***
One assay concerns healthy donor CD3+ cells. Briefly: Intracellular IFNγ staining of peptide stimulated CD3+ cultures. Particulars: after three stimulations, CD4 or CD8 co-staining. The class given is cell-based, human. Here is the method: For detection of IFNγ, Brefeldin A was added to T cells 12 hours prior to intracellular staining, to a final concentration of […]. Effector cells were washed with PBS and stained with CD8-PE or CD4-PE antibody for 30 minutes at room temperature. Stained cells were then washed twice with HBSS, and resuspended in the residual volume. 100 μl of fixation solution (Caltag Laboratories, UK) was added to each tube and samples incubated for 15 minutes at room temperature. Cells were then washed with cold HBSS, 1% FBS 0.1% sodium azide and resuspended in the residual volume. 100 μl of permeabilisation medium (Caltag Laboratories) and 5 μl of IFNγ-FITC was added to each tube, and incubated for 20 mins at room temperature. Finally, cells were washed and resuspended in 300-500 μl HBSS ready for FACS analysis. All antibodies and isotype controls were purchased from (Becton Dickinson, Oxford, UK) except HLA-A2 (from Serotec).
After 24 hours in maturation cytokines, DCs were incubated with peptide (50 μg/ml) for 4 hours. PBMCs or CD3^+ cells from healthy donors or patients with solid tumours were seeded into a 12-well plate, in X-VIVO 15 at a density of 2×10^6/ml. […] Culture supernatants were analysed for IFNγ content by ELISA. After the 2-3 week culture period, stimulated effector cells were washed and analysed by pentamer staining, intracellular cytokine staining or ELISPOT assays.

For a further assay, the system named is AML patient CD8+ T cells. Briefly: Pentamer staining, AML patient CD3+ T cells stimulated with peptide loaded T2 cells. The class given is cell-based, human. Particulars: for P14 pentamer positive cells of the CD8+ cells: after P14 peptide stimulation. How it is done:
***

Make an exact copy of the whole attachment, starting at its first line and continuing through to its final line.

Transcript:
One assay concerns healthy donor CD3+ cells. Briefly: Intracellular IFNγ staining of peptide stimulated CD3+ cultures. Particulars: after three stimulations, CD4 or CD8 co-staining. The class given is cell-based, human. Here is the method: For detection of IFNγ, Brefeldin A was added to T cells 12 hours prior to intracellular staining, to a final concentration of […]. Effector cells were washed with PBS and stained with CD8-PE or CD4-PE antibody for 30 minutes at room temperature. Stained cells were then washed twice with HBSS, and resuspended in the residual volume. 100 μl of fixation solution (Caltag Laboratories, UK) was added to each tube and samples incubated for 15 minutes at room temperature. Cells were then washed with cold HBSS, 1% FBS 0.1% sodium azide and resuspended in the residual volume. 100 μl of permeabilisation medium (Caltag Laboratories) and 5 μl of IFNγ-FITC was added to each tube, and incubated for 20 mins at room temperature. Finally, cells were washed and resuspended in 300-500 μl HBSS ready for FACS analysis. All antibodies and isotype controls were purchased from (Becton Dickinson, Oxford, UK) except HLA-A2 (from Serotec).
After 24 hours in maturation cytokines, DCs were incubated with peptide (50 μg/ml) for 4 hours. PBMCs or CD3^+ cells from healthy donors or patients with solid tumours were seeded into a 12-well plate, in X-VIVO 15 at a density of 2×10^6/ml. […] Culture supernatants were analysed for IFNγ content by ELISA. After the 2-3 week culture period, stimulated effector cells were washed and analysed by pentamer staining, intracellular cytokine staining or ELISPOT assays.

For a further assay, the system named is AML patient CD8+ T cells. Briefly: Pentamer staining, AML patient CD3+ T cells stimulated with peptide loaded T2 cells. The class given is cell-based, human. Particulars: for P14 pentamer positive cells of the CD8+ cells: after P14 peptide stimulation. How it is done: